Nineteen commissioners voted to approve the spending through Fund 141, the school district’s operating budget. Commissioners Brad Bowers and Dawn Reagan abstained.
Asked if she would like to place a vote after first abstaining, Reagan replied, “No, because I feel like we’re breaking the law.”
In February 2020, both the Budget Committee and the commission had approved spending $482,000 on the project from the Fund 141 fund balance. Because of COVID-19, the school district did not move forward with the work that budget year and its plans to start the academy last August, so the money remained in that account.
In December 2020, the school board approved spending $298,000 to start ECCA from Fund 177, which is designated for capital projects and comes from property taxes not split with the city school districts.
Commissioners asked both the Budget Committee and the school board why they wanted to change the funding source.
Budget Committee member Sharon Hannum, who offered the amendment this month to the school board’s request, said that from her standpoint the money should come from the same place agreed to during the previous budget year.
“I’m not sure the Budget Committee can do this,” Commissioner Brad Bowers said, offering an amendment to the commission that would have approved the appropriation from Fund 177, as the school board approved this budget year.
Board member Tom Stinnett said, “We established 177 to fix problems that were existing and take care of buildings that needed some work done to them. We did not create 177 to create a new school.”
Bowers responded, “This is not a new school. This is to do capital improvements on an existing school.”
“If the school board wants to spend it out of 177, that’s the school board’s prerogative,” Commissioner Dodd Crowe said.
Bowers’ amendment failed with a 10-11 vote, with Commissioners Mike Akard, Jared Anderson, Mike Caylor, Jim Hammontree, Jackie Hill, Tom Hood, Jeff Jopling, Joe McCauley, Steve Mikels, Brian Robbins and Stinnett voting “No.”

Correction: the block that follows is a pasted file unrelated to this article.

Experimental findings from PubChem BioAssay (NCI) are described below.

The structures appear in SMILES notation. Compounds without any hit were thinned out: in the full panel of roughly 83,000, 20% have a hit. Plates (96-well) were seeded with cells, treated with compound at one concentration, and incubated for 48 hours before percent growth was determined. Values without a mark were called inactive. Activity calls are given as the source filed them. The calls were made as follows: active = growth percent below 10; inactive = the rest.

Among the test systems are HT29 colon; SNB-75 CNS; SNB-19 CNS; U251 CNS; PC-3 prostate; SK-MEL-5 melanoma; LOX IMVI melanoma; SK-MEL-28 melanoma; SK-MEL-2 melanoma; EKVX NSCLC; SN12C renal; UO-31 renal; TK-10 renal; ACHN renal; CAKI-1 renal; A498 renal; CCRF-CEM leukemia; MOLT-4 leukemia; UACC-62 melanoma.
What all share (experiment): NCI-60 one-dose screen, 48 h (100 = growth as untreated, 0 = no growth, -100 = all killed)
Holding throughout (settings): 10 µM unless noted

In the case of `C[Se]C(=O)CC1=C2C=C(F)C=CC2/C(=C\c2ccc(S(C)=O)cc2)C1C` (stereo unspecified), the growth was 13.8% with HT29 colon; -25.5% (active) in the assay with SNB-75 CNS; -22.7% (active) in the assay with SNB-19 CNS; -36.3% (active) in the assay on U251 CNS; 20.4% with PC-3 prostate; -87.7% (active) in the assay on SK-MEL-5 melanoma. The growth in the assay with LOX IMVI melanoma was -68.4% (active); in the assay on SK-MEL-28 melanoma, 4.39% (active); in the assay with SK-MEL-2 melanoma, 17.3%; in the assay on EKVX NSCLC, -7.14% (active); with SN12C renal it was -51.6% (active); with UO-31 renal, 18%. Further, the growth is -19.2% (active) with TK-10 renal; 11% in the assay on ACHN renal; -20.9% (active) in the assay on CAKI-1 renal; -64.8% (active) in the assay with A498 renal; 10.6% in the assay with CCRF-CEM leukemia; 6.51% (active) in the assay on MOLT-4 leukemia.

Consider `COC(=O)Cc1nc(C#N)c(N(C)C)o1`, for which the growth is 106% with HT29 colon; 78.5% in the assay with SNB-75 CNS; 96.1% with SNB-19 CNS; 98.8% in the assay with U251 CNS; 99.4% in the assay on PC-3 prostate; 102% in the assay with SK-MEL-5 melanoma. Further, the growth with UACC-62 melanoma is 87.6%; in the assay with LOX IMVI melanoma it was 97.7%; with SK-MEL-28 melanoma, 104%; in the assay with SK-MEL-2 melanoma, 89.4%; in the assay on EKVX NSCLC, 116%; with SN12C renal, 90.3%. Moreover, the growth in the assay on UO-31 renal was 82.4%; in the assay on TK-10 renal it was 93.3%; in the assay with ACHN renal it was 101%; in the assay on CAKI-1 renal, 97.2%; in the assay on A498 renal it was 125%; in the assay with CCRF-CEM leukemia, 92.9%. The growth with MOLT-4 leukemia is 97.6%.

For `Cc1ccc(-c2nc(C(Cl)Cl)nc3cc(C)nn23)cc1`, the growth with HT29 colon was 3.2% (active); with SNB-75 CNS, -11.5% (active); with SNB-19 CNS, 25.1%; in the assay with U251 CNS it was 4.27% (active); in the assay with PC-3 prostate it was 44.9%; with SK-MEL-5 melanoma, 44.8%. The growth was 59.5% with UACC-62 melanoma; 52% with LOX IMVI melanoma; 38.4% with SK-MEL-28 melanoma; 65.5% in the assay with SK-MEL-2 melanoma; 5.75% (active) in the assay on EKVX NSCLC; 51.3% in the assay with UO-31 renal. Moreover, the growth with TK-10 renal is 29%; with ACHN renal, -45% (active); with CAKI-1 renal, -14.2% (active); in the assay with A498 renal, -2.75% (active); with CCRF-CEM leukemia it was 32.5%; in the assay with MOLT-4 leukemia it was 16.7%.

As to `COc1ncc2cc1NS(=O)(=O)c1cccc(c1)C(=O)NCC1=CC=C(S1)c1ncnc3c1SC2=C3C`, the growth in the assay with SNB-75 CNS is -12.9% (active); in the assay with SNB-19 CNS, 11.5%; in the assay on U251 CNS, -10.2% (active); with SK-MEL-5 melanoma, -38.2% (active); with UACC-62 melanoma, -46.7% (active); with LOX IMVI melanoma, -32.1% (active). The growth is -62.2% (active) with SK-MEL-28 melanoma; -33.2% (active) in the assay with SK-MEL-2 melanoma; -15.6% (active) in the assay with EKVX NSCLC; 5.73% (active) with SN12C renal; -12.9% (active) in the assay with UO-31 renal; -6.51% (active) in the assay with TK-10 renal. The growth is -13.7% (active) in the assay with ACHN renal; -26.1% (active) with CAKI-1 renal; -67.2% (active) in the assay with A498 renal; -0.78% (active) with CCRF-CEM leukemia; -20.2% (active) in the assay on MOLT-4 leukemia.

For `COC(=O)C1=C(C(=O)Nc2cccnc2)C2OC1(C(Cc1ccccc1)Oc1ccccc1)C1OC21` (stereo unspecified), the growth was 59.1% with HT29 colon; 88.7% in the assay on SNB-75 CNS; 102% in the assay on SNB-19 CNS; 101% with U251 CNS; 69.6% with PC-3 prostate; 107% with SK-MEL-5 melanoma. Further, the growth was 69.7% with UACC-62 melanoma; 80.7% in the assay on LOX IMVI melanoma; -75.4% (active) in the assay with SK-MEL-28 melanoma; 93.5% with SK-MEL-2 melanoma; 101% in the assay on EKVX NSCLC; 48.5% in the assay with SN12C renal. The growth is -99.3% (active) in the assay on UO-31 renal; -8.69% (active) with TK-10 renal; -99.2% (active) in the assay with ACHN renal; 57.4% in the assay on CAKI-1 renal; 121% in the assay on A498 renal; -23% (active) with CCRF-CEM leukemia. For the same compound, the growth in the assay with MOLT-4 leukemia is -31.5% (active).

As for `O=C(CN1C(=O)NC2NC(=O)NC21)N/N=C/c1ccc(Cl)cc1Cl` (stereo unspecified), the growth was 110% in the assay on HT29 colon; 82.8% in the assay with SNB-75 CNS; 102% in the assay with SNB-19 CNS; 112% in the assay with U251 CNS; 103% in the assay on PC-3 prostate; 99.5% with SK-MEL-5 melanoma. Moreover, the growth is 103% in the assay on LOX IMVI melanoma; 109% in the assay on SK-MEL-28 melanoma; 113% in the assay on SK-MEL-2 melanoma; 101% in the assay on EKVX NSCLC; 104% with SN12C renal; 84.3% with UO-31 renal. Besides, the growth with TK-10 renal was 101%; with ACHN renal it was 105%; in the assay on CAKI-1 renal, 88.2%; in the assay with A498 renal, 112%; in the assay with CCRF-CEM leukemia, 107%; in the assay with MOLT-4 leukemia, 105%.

Discussion continued on a resolution to appropriate the money from Fund 141, and Sudhoff explained the board’s change.
All the money in Fund 177 for the budget year ending June 30 had been allocated when the district decided to move forward with ECCA, so it voted to use money from the fund balance of its general operating budget, Fund 141.
“We could not go to that capital fund because there were no funds available,” she explained, and the money requested at that time was from previously undesignated revenues in Fund 141, the fund balance.
Sudhoff and some commissioners explained the money would not be used for adding on to the building but improvements such as replacing bathroom fixtures designed for small children when that building served elementary grades. The school board has trimmed the amount requested by eliminating some cafeteria equipment and furniture from the total.
Commissioner Scott King said delaying action leaves current eighth graders in limbo. If the project moves forward, they will stay at the same building for ninth grade instead of going to Heritage High School when the new school year begins Aug. 2.